Keeping Snooping Eyes from Your Screen

We’ve all had this happen: You’re on your laptop in some public or semi-private place. And while your document might not exactly be national security, it is certainly sensitive enough to warrant viewing by your-eyes-only. But then you happen to notice that person – the one seated next to you, or who comes over to your desk, or who pauses as they pass by your laptop. Their eyes drag across your screen and you can literally feel the data being leaked.

Amazingly, even with the miles of vendor booths at the RSA Conference, few commercial solutions exist to address this problem – beyond perhaps just putting your hands over your screen or closing down your laptop. This is surprising, because the problem seems so pervasive and modern technology certainly exists to use facial recognition as the basis for enforcing a desired eyes-only policy for what’s on your personal screen.

It was with this in mind that the TAG Cyber team spent Zoom time last week with Dexter Caffey, founder and CEO of a start-up called Smart Eye Technology. Our longtime friend and colleague Robin Bienfait had suggested that we might find the company interesting – and after meeting with their creative founder, we had to agree. Here’s a brief summary of what we learned from him about addressing this problem using biometric authentication.

“Our team at Smart Eye has built what we call a continuous, multi-level biometric security solution that helps our customers keep their documents private,” Caffey explained. “The goal is to block screen snooping so that sensitive information on a computer or mobile screen is not disclosed to some unauthorized individual. We provide this protection at Smart Eye technology all on a single platform.”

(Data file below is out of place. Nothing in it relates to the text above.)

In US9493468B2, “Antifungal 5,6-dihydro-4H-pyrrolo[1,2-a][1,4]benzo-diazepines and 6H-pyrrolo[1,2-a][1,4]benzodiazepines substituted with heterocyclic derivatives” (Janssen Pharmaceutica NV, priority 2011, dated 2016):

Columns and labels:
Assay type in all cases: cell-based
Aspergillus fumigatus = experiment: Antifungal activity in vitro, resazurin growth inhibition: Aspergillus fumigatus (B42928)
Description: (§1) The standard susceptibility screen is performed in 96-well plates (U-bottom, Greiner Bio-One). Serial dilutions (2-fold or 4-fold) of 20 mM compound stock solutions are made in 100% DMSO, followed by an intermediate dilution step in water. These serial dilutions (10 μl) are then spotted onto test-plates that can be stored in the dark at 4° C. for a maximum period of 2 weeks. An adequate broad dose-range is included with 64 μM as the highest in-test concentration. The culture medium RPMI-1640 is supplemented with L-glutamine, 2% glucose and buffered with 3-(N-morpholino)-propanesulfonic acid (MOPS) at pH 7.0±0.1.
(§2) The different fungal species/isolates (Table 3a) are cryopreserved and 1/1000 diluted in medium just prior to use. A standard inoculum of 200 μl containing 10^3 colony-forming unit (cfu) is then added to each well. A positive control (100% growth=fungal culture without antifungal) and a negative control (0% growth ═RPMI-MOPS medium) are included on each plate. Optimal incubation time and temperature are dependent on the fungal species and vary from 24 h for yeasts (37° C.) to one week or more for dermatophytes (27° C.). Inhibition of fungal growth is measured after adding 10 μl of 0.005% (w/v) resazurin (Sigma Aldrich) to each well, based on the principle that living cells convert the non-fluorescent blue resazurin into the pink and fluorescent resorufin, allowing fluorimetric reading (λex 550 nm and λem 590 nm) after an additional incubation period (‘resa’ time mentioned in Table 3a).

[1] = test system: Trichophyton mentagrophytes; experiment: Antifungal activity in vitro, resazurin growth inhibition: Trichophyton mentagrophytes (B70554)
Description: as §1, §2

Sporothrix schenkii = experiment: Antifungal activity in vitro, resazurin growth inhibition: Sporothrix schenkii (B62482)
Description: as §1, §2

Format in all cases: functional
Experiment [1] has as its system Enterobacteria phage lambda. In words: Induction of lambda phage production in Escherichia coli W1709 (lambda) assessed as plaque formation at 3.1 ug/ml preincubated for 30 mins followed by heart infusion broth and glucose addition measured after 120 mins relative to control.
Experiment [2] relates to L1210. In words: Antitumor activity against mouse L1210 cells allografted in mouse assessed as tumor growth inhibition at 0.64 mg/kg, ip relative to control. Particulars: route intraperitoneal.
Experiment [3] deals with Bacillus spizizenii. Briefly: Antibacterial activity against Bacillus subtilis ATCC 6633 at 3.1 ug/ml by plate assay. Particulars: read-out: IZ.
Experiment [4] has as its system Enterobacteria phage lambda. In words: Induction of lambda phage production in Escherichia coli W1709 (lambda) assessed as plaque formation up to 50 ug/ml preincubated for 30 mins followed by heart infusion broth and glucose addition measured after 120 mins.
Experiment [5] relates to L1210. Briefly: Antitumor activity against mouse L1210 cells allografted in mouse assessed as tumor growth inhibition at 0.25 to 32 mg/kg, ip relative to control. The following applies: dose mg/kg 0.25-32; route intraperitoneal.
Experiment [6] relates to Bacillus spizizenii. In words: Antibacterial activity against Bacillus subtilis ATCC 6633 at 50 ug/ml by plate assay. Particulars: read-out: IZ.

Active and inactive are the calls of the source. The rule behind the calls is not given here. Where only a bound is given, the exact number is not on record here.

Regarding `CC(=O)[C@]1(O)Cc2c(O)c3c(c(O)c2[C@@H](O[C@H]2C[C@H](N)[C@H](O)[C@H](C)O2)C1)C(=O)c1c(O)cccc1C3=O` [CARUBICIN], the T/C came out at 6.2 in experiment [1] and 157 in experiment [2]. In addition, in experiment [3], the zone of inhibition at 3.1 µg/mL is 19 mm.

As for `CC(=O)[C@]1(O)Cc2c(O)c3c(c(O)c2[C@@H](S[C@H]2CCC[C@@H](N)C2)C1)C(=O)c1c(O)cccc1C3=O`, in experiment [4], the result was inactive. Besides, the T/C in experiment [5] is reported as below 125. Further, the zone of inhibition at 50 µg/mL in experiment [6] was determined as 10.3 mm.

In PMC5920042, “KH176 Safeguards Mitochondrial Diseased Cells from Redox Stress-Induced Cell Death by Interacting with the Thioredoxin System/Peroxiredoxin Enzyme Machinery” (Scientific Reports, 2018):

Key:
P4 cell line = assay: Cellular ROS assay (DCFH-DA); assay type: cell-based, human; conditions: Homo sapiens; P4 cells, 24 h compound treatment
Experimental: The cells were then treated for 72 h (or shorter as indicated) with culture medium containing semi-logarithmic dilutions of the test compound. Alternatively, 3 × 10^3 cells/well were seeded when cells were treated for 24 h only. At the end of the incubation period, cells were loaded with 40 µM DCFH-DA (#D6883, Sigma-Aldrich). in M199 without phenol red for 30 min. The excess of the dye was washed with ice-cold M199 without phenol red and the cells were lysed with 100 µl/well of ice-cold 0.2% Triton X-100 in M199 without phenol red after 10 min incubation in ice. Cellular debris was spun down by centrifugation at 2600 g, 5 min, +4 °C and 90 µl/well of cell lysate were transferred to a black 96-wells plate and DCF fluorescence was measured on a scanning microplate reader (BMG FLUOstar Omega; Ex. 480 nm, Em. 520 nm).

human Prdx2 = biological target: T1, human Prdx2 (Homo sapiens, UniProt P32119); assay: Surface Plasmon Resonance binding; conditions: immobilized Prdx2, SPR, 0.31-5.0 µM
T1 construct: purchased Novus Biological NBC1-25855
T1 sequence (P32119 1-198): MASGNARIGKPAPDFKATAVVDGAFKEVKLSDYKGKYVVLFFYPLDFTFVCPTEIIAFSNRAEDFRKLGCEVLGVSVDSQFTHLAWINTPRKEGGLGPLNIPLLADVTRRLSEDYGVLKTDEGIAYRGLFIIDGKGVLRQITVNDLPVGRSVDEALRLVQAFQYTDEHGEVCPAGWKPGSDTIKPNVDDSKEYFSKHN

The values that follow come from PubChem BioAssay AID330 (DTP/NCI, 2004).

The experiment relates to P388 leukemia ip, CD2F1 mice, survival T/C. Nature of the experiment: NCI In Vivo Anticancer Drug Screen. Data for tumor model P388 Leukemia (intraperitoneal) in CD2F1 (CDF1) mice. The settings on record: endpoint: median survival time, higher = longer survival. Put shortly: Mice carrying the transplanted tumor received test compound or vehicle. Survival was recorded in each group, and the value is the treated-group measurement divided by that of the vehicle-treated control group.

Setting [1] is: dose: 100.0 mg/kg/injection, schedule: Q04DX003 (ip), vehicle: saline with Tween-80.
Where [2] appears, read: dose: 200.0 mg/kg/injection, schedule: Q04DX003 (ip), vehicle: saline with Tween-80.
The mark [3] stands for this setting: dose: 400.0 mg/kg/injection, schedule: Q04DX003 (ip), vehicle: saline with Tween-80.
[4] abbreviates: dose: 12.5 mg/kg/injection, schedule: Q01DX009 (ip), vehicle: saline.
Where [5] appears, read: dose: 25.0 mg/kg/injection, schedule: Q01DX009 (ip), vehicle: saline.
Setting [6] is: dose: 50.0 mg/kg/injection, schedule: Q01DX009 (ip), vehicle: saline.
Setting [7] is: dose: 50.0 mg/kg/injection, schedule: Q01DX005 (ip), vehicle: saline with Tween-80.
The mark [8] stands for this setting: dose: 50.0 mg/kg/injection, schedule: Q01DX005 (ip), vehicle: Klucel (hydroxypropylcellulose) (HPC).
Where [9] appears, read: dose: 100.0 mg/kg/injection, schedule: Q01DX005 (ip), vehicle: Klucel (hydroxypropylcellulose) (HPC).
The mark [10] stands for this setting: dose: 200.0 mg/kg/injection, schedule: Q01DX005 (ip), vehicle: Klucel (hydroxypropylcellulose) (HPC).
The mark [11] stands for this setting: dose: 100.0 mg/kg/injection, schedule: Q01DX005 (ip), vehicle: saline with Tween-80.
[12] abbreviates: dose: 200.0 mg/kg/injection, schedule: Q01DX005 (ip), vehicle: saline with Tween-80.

The idea apparently hit Caffey back in 2017 while attending a cyber security event in Israel. While seating in the audience, he had precisely the screen-snooping experience referenced above, and decided that this was something that had to be addressed. A year later, Smart Eye Technology was born. Located in Atlanta, Caffey is now growing the firm – and hopes to provide this type of security for both individuals users and business customers.

The solution consists of an app and Smart Eye control panel for business. The app authenticates viewers based on biometric facial, fingerprint, or voice recognition. If someone who has not been authenticated is detected looking at your computer or device, then the screen is immediately blocked by the app, and a warning message is given. (One can’t help but chuckle at the surprised expression on that nosey colleague’s face should this happen.)

The control panel also includes flexible options for setting security policy based on the needs of the individual and group. “We support the ability to accept or deny viewing requests based on collaborative needs between organizations,” Caffey explained. “And we include fine-grained policy controls on our panel based on dates, times, document types, files, Active Directory settings, and other relevant information.”

We asked Caffey about some use-cases and he discussed how the app doesn’t just prevent snooping, but also enables a variety of file sharing options such as photos, videos, and pretty much any type of document one will find, including PDFs and Microsoft Word documents. The solution works on both laptops and desktops, and the App is available on the Apple App Store and Google Play Store. This all sounded quite convenient.

From our perspective as industry analysts, we couldn’t help but think about the many privacy standards and frameworks that exist today, and that are largely silent on this matter. One can only expect that as Smart Eye grows that it will find considerable interest in the privacy community, and they’ve apparently already begun to provide a complementary e-signature capability that should be useful for standards such as HIPAA or PCI-DSS.

If this all sounds as interesting to you as it did to us, then drop a line to Dexter Caffey and his team on their website. Ask to see a demo, and we suspect that soon you might be feeling more comfortable reading documents and working on your laptop on trains, at conferences, and even at work. As always, please be sure to share with us your experiences after you’ve looked into this fine technology.

Stay safe and healthy.